A research team out of Mauritius, Australia and France, Kolanthan et al, recently published their most recent study on the topical application of sandalwood in Cosmetics with an in vivo study on blue light and pollution protection.
Kolanthan et al previously studied sandalwood’s antioxidant and anti-aging qualities in vitro and ex vivo which found sandalwood oil showed promise in protecting skin from both blue light and cigarette smoke.
In this most recent follow-up study, Kolanthan et al said they wanted to measure sandalwood’s real-world blue light and pollution protective potential as demand for these qualities in personal care products increases.
“As this urban lifestyle grows, more and more people are directly exposed to pollution caused by vehicle fumes, industries, cigarette smoke and others,” Kolanthan et al said. “To this end, frequent application of skincare products that act as an effective shield against the exposome, such as blue light and pollution, is crucial.”
Promising protective data for both pollutants and blue light
Kolanthan et al said the negative effects of pollution on the skin are well documented, including hyperpigmentation, premature aging, skin roughness and the disruption of the skin barrier function.
The effects of blue light on the skin are still under investigation, but Kolanthan et al said both ambient dust and blue light are capable of increasing oxidation levels. The research team tested sandalwood oil against the known antioxidant ingredient alpha-tocopherol.
While previous lab studies on sandalwood oil showed its ability to scavenge reactive oxygen species, this study tested its protective capabilities on healthy volunteers when exposed to blue light and pollutants in a clinical setting.
Kolanthan et al said sandalwood oil at 10% and 1% within a skin formulation performed better in protecting the skin than formulation with 0.5% of the control antioxidant.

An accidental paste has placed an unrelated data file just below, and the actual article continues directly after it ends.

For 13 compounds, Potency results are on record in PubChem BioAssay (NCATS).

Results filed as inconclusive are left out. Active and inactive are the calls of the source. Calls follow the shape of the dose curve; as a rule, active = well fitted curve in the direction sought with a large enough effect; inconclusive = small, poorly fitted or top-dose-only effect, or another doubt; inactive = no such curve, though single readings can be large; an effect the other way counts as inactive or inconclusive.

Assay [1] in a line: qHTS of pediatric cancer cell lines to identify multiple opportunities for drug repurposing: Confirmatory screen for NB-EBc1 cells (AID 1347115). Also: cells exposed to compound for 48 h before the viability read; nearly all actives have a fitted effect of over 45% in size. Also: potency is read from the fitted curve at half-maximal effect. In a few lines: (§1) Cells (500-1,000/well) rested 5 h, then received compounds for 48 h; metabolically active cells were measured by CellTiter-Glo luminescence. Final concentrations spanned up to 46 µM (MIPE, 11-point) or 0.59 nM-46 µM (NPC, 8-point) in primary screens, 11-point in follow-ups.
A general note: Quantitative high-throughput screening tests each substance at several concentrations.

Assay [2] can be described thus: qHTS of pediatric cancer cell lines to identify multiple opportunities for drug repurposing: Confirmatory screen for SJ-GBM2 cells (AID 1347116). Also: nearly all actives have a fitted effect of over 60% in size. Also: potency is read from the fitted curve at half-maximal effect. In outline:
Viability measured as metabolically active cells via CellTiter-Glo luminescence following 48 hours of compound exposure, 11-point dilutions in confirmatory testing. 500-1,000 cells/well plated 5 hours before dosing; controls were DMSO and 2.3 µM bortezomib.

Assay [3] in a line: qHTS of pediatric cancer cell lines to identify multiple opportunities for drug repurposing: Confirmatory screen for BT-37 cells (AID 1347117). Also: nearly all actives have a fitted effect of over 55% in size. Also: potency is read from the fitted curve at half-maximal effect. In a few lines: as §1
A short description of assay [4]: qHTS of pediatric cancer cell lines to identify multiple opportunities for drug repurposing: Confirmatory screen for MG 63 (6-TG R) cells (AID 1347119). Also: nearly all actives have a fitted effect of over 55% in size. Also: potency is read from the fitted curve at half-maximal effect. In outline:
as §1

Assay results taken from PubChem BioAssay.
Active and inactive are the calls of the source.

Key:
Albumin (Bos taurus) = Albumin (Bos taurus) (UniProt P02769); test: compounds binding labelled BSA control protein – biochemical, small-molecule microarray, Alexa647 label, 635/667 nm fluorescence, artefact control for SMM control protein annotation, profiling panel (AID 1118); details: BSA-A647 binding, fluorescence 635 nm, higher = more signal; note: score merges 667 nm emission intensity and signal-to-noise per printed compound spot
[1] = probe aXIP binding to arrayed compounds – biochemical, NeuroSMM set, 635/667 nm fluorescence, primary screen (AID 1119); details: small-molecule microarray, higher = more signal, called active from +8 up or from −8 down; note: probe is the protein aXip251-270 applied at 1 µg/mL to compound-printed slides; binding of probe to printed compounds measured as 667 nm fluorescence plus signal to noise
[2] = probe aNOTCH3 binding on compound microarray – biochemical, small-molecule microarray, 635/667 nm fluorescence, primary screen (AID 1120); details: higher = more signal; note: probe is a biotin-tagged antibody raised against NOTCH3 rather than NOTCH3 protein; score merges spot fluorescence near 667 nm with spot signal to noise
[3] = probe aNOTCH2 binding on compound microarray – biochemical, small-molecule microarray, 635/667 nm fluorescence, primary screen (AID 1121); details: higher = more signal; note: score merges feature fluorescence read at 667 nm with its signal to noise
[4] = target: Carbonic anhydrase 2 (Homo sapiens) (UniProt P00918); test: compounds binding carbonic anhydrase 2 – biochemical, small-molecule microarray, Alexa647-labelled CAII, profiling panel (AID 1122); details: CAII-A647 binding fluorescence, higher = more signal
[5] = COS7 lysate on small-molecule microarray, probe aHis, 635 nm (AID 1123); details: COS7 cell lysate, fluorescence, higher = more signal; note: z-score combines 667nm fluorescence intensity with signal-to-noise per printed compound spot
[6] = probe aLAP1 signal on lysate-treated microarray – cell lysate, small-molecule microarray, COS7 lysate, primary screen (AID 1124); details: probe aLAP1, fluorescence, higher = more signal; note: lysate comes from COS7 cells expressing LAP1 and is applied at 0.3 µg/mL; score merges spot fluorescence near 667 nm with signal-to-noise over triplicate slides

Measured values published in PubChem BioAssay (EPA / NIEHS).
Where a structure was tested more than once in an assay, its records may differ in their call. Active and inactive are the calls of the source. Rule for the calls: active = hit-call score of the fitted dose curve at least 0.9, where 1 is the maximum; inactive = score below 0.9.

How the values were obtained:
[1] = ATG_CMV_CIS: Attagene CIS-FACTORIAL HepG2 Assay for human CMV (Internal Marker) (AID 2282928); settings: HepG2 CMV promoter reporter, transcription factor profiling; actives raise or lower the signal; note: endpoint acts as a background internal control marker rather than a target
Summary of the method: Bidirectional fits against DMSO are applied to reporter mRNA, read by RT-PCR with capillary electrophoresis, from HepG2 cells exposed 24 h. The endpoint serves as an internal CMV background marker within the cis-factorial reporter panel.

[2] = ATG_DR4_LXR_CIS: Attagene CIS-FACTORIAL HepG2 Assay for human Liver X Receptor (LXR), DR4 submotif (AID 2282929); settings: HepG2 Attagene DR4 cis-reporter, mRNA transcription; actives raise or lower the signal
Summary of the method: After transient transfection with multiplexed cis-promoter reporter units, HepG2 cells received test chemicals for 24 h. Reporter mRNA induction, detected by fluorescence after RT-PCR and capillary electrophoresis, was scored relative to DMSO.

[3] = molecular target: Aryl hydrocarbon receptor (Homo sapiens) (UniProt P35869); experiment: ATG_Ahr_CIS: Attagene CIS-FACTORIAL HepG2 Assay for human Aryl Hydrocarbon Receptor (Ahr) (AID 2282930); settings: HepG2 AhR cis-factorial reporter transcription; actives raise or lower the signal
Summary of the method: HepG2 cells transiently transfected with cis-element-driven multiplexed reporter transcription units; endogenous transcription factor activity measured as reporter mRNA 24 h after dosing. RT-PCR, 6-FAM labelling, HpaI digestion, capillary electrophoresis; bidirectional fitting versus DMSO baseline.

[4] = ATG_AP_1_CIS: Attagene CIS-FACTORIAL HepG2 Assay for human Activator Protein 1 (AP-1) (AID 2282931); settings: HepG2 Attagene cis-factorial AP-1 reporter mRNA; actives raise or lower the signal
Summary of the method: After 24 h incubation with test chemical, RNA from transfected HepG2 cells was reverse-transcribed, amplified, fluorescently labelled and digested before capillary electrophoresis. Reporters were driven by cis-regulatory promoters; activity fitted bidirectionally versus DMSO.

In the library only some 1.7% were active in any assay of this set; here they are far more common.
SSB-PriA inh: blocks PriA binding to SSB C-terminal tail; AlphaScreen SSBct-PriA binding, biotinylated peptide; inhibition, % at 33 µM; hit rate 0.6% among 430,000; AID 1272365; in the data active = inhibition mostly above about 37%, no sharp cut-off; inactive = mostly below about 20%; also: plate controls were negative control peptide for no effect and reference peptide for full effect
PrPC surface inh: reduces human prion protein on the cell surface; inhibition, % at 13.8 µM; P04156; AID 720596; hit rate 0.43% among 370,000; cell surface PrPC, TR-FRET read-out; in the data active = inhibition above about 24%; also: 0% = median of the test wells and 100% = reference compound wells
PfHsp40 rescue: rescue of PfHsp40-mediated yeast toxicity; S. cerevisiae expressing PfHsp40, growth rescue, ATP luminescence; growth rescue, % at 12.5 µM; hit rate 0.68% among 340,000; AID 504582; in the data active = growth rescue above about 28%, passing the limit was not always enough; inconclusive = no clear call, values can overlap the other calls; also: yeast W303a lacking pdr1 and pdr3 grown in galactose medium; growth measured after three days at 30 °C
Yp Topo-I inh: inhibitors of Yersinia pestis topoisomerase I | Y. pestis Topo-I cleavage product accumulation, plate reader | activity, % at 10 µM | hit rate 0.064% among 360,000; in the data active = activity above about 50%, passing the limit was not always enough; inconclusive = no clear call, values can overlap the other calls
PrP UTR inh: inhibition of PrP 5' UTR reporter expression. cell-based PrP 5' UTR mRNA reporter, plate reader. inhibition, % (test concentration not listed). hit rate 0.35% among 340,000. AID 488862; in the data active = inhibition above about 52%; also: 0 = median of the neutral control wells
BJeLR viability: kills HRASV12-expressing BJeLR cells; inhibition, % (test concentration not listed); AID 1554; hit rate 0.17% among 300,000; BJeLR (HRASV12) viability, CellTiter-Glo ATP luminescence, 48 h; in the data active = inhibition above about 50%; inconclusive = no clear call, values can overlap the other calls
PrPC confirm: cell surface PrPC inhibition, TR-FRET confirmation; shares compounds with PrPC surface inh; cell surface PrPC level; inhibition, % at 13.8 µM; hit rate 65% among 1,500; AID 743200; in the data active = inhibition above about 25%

“These results suggest that Indian sandalwood oil at a concentration between 1% and 10% protects the skin against the oxidative stress induced by ambient dust and blue light exposure,” Kolanthan et al said. “These results also confirm our previous studies, whereby sandalwood oil was reported to protect against oxidative stress in vitro.”
The team said the sandalwood formulations were both able to limit the contact time of the exposome on the skin and trigger intracellular or extracellular processes that slow the process of skin damage.
Sandalwood sustainability in the study
The Indian sandalwood used in the study was sourced from a plantation in Northern Australia to ensure the quality and sustainability of the ingredient.
Indian sandalwood sourced from India has posed a sustainability concern in the cosmetics industry since the mid-1970s when it was discovered that the sandalwood tree had been over-harvested and only 350,000 were still growing in the wild, according to Ezra D. Rashkow.
Several plantations are now growing sandalwood trees in Northern Australia, many of which have recently reached maturity and are now able to provide more sustainably sourced sandalwood ingredients.
Author: V. Kolanthan et al
Cosmetics 2022, 9(2), 35; https://doi.org/10.3390/cosmetics9020035
Title: Clinical Evaluation of Indian Sandalwood Oil and Its Protective Effect on the Skin against the Detrimental Effect of Exposome